Association of airway obstruction with first-pass success and intubation-related adverse events in the emergency department: multicenter prospective observational studies

the Japanese Emergency Medicine Network Investigators

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Abstract

Background: Airway obstruction is a relatively rare but critical condition that requires urgent intervention in the emergency department (ED). The present study aimed to investigate the association of airway obstruction with first-pass success and intubation-related adverse events in the ED. Methods: We analyzed data from two prospective multicenter observational studies of ED airway management. We included adults (aged ≥18 years) who underwent tracheal intubation for non-trauma indications from 2012 through 2021 (113-month period). Outcome measures were first-pass success and intubation-related adverse events. We constructed a multivariable logistic regression model adjusting for age, sex, modified LEMON score (without airway obstruction), intubation methods, intubation devices, bougie use, intubator’s specialty, and ED visit year with accounting for patients clustering within the ED. Results: Of 7,349 eligible patients, 272 (4%) underwent tracheal intubation for airway obstruction. Overall, 74% of patients had first-pass success and 16% had intubation-related adverse events. The airway obstruction group had a lower first-pass success rate (63% vs. 74%; unadjusted odds ratio [OR], 0.63; 95% CI, 0.49–0.80), compared to the non-airway obstruction group. This association remained significant in the multivariable analysis (adjusted OR 0.60, 95%CI 0.46–0.80). The airway obstruction group also had a significantly higher risk of adverse events (28% vs. 16%; unadjusted OR, 1.93; 95% CI, 1.48–2.56, adjusted OR, 1.70; 95% CI, 1.27–2.29). In the sensitivity analysis using multiple imputation, the results remained consistent with the main results: the airway obstruction group had a significantly lower first-pass success rate (adjusted OR, 0.60; 95% CI, 0.48–0.76). Conclusion: Based on these multicenter prospective data, airway obstruction was associated with a significantly lower first-pass success rate and a higher intubation-related adverse event rate in the ED.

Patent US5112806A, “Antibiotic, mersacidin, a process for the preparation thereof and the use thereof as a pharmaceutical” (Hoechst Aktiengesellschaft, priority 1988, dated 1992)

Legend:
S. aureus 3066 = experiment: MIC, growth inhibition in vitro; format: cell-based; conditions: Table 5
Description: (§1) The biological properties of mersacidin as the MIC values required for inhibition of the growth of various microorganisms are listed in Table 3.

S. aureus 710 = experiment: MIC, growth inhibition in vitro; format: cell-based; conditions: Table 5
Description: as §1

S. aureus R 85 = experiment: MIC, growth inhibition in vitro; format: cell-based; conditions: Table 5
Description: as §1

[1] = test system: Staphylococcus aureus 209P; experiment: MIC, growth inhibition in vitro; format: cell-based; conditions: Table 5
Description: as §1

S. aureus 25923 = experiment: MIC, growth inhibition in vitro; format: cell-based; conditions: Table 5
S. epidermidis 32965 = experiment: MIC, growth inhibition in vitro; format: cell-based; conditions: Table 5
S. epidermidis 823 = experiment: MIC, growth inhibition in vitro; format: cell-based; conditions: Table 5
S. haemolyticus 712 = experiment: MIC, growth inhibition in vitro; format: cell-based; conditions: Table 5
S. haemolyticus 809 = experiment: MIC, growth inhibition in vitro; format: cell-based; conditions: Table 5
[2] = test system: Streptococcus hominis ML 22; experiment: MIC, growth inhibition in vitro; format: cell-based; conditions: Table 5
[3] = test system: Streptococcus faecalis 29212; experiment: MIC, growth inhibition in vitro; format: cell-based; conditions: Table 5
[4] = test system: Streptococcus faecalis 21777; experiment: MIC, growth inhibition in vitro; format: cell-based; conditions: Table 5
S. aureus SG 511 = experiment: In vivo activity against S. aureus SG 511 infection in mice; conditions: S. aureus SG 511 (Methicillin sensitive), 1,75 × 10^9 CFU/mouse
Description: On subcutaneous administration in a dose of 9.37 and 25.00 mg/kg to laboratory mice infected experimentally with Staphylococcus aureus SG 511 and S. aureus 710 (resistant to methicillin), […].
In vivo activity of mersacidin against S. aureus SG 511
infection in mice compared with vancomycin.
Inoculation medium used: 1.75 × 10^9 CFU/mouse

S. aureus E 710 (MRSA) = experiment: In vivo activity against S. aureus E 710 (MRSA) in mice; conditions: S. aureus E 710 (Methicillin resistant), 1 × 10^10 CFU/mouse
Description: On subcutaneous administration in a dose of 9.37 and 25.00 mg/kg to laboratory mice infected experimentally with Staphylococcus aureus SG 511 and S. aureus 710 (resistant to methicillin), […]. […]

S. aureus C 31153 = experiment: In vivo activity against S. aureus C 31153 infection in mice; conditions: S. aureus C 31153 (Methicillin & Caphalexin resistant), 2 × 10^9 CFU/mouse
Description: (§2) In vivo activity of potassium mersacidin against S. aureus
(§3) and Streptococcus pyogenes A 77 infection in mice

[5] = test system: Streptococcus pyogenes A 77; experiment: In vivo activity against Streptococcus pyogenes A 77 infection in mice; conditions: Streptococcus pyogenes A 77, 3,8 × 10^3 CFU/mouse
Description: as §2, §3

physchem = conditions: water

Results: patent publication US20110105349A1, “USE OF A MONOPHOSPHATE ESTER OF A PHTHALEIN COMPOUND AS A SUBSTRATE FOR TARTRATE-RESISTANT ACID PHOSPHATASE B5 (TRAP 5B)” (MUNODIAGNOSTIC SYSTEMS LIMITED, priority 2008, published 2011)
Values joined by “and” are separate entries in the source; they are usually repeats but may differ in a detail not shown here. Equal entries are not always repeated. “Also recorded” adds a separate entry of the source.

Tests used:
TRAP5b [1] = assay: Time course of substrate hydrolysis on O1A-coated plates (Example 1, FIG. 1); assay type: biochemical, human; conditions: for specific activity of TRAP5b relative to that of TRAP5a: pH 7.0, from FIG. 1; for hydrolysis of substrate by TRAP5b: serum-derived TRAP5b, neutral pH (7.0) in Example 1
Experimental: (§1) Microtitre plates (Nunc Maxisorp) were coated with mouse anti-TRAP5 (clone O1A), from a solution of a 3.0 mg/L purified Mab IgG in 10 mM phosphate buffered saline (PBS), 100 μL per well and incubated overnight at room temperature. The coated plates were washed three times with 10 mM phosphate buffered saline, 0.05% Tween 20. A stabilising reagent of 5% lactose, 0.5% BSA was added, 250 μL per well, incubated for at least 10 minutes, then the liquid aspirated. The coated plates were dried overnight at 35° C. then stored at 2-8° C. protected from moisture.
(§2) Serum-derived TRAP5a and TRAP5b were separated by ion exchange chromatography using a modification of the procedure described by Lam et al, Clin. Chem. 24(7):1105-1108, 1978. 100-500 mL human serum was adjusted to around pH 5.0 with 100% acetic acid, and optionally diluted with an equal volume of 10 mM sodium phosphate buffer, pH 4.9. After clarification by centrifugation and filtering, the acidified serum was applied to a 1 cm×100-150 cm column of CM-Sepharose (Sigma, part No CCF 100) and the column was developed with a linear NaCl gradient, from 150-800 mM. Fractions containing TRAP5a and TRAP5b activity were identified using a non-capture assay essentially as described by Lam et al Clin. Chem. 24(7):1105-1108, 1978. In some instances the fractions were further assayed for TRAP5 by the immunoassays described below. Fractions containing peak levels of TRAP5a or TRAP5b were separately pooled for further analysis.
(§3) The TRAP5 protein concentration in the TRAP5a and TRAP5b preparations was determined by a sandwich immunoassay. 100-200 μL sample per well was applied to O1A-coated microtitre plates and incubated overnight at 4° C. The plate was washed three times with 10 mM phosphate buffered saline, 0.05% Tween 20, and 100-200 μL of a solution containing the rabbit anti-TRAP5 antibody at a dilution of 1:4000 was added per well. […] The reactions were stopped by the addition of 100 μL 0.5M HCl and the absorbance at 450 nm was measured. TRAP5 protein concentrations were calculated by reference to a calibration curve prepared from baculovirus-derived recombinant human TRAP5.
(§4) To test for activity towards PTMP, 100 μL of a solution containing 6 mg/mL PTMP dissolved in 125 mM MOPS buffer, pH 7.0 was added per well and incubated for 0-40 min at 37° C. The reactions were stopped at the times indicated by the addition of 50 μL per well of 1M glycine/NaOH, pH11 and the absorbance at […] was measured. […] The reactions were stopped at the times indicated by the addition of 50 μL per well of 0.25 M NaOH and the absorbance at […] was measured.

Original languageEnglish
Article number1199750
JournalFrontiers in Medicine
Volume10
DOIs
Publication statusPublished - 2023

All Science Journal Classification (ASJC) codes

  • General Medicine

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